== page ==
New Delhi, Dec. 7: Public sector companies will have to seek special permission from the authorities if they wish to bid for state-owned companies that are being put on the block, senior government officials said today.
In April, disinvestment minister Arun Shourie had lobbied for a bar on PSUs bidding for other state-owned entities because it negated the very principle of the selloff process: that the government should withdraw from non-strategic, non-core areas of business.
Shourie’s strong pitch for such a ban on PSU bids came soon after Indian Oil Corporation snapped up IBP with an unmatchable bid of over Rs 1,153.68 crore in April.
A compromise formula on the contentious issue of divestment was hammered out at Thursday’s informal meeting chaired by Prime Minister Atal Bihari Vajpayee where both Shourie and defence minister George Fernandes had to climb down from their hardline positions.
It is now learnt that finance minister Jaswant Singh played a key role in micro-managing the details of the consensus formula which Shourie is scheduled to announce in Parliament on Monday.
In another development, the Vajpayee government is incensed over the fact that the Union Cabinet’s decision on September 7 to put a three-month freeze on the issue of divestment till the bickering within the ministry was resolved had somehow leaked to players in the stock market who had made a killing with a bear market operation.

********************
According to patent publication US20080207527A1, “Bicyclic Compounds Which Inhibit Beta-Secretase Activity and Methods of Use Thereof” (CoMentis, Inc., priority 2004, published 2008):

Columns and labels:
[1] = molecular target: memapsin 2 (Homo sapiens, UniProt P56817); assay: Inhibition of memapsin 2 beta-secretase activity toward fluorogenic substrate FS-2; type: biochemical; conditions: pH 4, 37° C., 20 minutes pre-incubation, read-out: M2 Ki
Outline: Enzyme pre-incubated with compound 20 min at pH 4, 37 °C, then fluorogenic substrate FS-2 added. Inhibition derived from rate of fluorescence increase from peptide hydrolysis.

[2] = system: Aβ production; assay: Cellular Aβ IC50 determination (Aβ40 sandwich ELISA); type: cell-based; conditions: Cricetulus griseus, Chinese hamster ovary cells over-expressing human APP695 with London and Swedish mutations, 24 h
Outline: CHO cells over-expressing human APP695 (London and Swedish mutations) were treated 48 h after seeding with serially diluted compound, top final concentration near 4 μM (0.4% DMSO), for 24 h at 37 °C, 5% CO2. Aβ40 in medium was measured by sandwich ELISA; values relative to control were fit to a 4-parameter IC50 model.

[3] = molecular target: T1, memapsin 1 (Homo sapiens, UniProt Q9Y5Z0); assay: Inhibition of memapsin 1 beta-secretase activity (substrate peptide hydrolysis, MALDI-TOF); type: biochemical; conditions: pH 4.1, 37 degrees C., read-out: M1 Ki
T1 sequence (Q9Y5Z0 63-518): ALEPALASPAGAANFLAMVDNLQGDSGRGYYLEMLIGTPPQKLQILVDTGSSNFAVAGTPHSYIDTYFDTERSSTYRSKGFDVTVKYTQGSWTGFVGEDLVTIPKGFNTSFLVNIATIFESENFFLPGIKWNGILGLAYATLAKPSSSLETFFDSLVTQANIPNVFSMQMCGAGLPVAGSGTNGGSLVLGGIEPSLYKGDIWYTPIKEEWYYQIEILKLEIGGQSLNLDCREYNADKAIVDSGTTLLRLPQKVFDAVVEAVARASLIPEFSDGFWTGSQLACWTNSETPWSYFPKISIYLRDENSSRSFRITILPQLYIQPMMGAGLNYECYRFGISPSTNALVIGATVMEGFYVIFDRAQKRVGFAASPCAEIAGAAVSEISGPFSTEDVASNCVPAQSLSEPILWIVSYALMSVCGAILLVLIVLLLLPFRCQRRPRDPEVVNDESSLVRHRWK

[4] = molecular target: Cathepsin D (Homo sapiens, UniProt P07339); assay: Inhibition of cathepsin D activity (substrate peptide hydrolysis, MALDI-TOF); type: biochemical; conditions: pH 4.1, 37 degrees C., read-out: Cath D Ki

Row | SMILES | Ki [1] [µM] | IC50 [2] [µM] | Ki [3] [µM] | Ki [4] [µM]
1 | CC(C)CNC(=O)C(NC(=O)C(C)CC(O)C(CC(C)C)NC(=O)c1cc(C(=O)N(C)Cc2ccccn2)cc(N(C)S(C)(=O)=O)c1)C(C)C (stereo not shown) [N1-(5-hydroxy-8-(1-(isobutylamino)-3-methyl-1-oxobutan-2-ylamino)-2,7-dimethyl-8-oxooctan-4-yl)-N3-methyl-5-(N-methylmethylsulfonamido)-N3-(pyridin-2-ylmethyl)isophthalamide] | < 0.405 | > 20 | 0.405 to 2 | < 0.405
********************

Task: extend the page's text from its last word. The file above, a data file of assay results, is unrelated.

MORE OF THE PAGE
The stocks of public sector companies, especially Hindustan Petroleum Corporation and Bharat Petroleum Corporation, had tanked on the news, giving a couple of market players who had prior information of the three-month freeze on disinvestment the opportunity to rake in the moolah.
Under the compromise formula that has now been reached, the government will sell a part of its stake in HPCL to a strategic investor, who will control the management. There are several suitors for HPCL including Shell, British Petroleum and Reliance. Exxon is also believed to be interested.
There is a possibility that ONGC could seek special dispensation to bid for HPCL because it is keen to build its own retail network after picking up 26 per cent stake in Mangalore Refineries and Petrochemicals Ltd (MPRPL) from the AV Birla group.
One of the proposals that has been bandied about is that ONGC could form a bidding consortium with Shell or British Petroleum. A meeting of the Cabinet Committee on Disinvestment is scheduled next week where all these are likely to be discussed.